CAREER TRANSITIONS CENTER OF CHICAGO

A Career Resource Built Around You

Chicago, IL   |  www.ctcchicago.org

Mission

The Career Transitions Center of Chicago's mission is to empower professionals to find meaningful employment.

Ruling year info

1997

Executive Director

Ms. Anita Jenke

Main address

703 W. Monroe Street

Chicago, IL 60661 USA

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EIN

36-4084309

NTEE code info

Vocational Counseling / Guidance / Testing (J21)

Human Services - Multipurpose and Other N.E.C. (P99)

Human Services - Multipurpose and Other N.E.C. (P99)

IRS filing requirement

This organization is required to file an IRS Form 990 or 990-EZ.

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Communication

Programs and results

What we aim to solve

SOURCE: Self-reported by organization

As the country recovers from the pandemic, CTC to empower under- and unemployed professionals, as well as first generation college students and graduates to find meaningful employment. To accomplish this, CTC provides professional and emotional support to job seekers through career coaching, peer support groups and best practice job search workshops.

Our programs

SOURCE: Self-reported by organization

What are the organization's current programs, how do they measure success, and who do the programs serve?

Job Search/Career Management

CTC provides job coaching and employment programming to un- and underemployed professionals. The programs range from use of Linked In to updating resumes to time management.

Population(s) Served
Adults

Where we work

Our results

SOURCE: Self-reported by organization

How does this organization measure their results? It's a hard question but an important one.

Number of public events held to further mission

This metric is no longer tracked.
Totals By Year
Population(s) Served

Adults

Related Program

Job Search/Career Management

Type of Metric

Output - describing our activities and reach

Direction of Success

Increasing

Context Notes

CTC provides workshops at universities, libraries, churches as part of our community outreach strategy. These events serve a total of 500 in an average year.

Number of volunteers

This metric is no longer tracked.
Totals By Year
Population(s) Served

Adults

Related Program

Job Search/Career Management

Type of Metric

Output - describing our activities and reach

Direction of Success

Increasing

Context Notes

CTC has 50 volunteer career coaches and program facilitators. The average volunteer has been retained for seven years.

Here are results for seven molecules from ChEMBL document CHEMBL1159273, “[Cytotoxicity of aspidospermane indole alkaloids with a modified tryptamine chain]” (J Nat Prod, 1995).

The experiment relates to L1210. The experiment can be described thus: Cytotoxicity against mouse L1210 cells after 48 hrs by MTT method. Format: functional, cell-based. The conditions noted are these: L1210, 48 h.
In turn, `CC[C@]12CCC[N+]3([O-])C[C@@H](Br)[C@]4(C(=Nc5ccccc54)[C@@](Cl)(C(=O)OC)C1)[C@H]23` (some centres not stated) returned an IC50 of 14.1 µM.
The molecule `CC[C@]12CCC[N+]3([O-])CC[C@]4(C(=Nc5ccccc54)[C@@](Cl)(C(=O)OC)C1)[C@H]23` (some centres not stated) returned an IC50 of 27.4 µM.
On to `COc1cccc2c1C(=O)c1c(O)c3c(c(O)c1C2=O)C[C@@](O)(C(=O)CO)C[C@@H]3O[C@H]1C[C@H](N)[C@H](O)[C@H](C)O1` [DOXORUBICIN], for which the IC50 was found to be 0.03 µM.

Number of clients served

This metric is no longer tracked.
Totals By Year
Population(s) Served

Adults, Adolescents

Related Program

Job Search/Career Management

Type of Metric

Output - describing our activities and reach

Direction of Success

Increasing

Context Notes

CTC has been serving an average of 300 client each year for the last three years.

Number of hours of coaching

This metric is no longer tracked.
Totals By Year
Population(s) Served

Adults

Related Program

Job Search/Career Management

Type of Metric

Output - describing our activities and reach

Direction of Success

Increasing

Context Notes

CTC provides its clients with access to weekly individual coaching sessions to provide strategic career management advice and to provide emotional support.

Our Sustainable Development Goals

SOURCE: Self-reported by organization

Learn more about Sustainable Development Goals.

Goals & Strategy

SOURCE: Self-reported by organization

Learn about the organization's key goals, strategies, capabilities, and progress.

Charting impact

Four powerful questions that require reflection about what really matters - results.

Goals for 2021-22
1. The board of directors will approve a new three-year strategic plan that includes both a strategic vision for the evolution of services and a plan to sustain CTC operations during a time when it is under pressure to serve large numbers of clients experiencing much longer job searches.
2. Provide 200 programs each year on job search topics, as well as peer support groups.
3. Serve 300 clients as well as 300 members of the community people through outreach programs.